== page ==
In the first hour after birth, while parents are oblivious to everything but their new little miracle, nurses have a lengthy checklist to attend: Measure the baby’s weight. Record the pulse. Clean the tiny body. And squeeze a thin ribbon of antibiotic goo across the newborn’s eyes.
That bit of goo, called erythromycin ointment, is now at the heart of a debate between Erlanger Health System officials and bedside caregivers like nurses and midwives, who worry that a newly tightened policy on the ointment could pit them against parents in a delivery room battle.
The key question: Where does the buck stop when it comes to a newborn’s care: The parents, the hospitals or a 100-year-old law?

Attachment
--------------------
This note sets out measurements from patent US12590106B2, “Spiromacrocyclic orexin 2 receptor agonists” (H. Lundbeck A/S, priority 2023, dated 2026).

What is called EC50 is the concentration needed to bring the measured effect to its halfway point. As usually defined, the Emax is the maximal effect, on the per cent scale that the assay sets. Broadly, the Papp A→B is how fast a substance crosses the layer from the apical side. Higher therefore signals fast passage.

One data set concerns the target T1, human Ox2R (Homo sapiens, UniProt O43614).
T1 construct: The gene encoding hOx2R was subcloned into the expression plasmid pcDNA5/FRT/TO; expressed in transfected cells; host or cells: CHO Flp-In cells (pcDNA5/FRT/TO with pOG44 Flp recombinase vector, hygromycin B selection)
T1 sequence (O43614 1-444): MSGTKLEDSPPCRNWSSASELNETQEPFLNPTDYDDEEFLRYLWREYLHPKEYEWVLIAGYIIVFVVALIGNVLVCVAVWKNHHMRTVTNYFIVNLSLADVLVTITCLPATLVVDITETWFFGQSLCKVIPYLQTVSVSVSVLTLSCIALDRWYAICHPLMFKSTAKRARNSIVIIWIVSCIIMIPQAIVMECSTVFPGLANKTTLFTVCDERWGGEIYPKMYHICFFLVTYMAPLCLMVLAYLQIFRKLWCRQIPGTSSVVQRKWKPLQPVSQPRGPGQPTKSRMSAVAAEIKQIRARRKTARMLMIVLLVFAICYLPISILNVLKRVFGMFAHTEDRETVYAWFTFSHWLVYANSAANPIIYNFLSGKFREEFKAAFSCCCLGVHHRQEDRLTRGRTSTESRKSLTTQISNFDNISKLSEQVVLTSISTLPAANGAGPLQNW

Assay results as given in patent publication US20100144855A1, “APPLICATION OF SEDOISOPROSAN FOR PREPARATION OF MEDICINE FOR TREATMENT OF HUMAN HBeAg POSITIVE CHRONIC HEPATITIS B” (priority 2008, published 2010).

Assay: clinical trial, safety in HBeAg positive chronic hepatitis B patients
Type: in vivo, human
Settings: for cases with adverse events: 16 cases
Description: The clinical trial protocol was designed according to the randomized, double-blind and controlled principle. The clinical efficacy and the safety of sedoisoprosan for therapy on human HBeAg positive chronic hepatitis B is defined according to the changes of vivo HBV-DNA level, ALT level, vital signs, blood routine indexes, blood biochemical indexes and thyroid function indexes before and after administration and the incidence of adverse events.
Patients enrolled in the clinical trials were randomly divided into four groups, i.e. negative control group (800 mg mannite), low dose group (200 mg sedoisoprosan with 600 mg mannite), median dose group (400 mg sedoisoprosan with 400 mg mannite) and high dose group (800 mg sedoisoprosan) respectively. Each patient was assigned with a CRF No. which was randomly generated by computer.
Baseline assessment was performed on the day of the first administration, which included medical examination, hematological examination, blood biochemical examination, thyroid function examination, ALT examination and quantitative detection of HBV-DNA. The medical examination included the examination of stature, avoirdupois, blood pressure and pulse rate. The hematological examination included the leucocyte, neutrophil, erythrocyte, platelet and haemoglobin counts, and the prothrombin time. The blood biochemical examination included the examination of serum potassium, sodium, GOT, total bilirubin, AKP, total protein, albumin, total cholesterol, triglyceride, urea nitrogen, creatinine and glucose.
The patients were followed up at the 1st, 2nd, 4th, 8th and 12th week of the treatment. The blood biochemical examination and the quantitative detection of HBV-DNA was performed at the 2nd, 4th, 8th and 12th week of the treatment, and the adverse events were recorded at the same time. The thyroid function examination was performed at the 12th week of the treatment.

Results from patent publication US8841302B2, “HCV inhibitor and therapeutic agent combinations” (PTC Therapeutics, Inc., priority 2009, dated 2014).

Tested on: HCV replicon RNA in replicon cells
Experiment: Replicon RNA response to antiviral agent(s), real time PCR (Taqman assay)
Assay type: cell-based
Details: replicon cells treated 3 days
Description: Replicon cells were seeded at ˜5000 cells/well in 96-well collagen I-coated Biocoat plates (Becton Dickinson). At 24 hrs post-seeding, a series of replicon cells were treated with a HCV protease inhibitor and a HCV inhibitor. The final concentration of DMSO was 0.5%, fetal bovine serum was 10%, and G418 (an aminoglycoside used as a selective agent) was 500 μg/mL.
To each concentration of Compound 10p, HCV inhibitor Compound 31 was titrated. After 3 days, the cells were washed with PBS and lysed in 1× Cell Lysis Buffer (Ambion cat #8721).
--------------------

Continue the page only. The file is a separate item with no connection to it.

Erythromycin protects babies’ eyes against infections they can acquire in the birth canal if the mother has a sexually transmitted disease such as gonorrhea or chlamydia. Such infections can lead to blindness, and since 1915 Tennessee law has required protective ointment be applied within an hour after birth — no exceptions. Georgia requires the same thing.
Doctors say the ointment is effective and without side effects. However, a few parents are refusing the ointment. Some insist they don’t have STDs, and so the ointment is unnecessary and unnatural. Others say the procedure interferes with critical bonding during their child’s first moments of life.
Traci Josephsen, clinical resource specialist for women and infant services at Erlanger, said fewer than one parent a month refuses the ointment. But, unlike vaccinations and newborn screenings, state law provides no exemptions. So when parents refuse it, hospitals face a dilemma: Respect parents’ wishes and break the law? Or go against a parent’s will?
Chattanooga Times Free Press